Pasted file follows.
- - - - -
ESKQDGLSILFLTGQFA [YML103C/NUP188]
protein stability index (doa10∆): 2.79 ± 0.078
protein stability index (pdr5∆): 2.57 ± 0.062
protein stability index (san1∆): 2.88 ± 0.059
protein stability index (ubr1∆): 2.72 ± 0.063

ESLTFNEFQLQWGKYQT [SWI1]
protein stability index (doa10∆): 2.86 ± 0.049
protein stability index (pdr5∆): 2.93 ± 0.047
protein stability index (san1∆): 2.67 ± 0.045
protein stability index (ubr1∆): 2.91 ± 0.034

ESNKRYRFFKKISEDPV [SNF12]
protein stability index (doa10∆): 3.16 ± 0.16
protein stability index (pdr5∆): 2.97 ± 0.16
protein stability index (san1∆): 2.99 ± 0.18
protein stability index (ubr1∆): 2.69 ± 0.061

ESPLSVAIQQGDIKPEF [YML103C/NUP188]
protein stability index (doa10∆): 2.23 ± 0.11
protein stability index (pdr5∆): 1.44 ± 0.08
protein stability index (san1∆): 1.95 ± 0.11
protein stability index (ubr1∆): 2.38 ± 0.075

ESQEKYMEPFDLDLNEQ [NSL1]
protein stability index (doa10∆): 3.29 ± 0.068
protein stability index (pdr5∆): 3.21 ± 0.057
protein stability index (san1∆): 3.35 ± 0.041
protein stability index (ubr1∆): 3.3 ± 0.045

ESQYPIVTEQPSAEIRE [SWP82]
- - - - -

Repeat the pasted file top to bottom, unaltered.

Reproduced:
ESKQDGLSILFLTGQFA [YML103C/NUP188]
protein stability index (doa10∆): 2.79 ± 0.078
protein stability index (pdr5∆): 2.57 ± 0.062
protein stability index (san1∆): 2.88 ± 0.059
protein stability index (ubr1∆): 2.72 ± 0.063

ESLTFNEFQLQWGKYQT [SWI1]
protein stability index (doa10∆): 2.86 ± 0.049
protein stability index (pdr5∆): 2.93 ± 0.047
protein stability index (san1∆): 2.67 ± 0.045
protein stability index (ubr1∆): 2.91 ± 0.034

ESNKRYRFFKKISEDPV [SNF12]
protein stability index (doa10∆): 3.16 ± 0.16
protein stability index (pdr5∆): 2.97 ± 0.16
protein stability index (san1∆): 2.99 ± 0.18
protein stability index (ubr1∆): 2.69 ± 0.061

ESPLSVAIQQGDIKPEF [YML103C/NUP188]
protein stability index (doa10∆): 2.23 ± 0.11
protein stability index (pdr5∆): 1.44 ± 0.08
protein stability index (san1∆): 1.95 ± 0.11
protein stability index (ubr1∆): 2.38 ± 0.075

ESQEKYMEPFDLDLNEQ [NSL1]
protein stability index (doa10∆): 3.29 ± 0.068
protein stability index (pdr5∆): 3.21 ± 0.057
protein stability index (san1∆): 3.35 ± 0.041
protein stability index (ubr1∆): 3.3 ± 0.045

ESQYPIVTEQPSAEIRE [SWP82]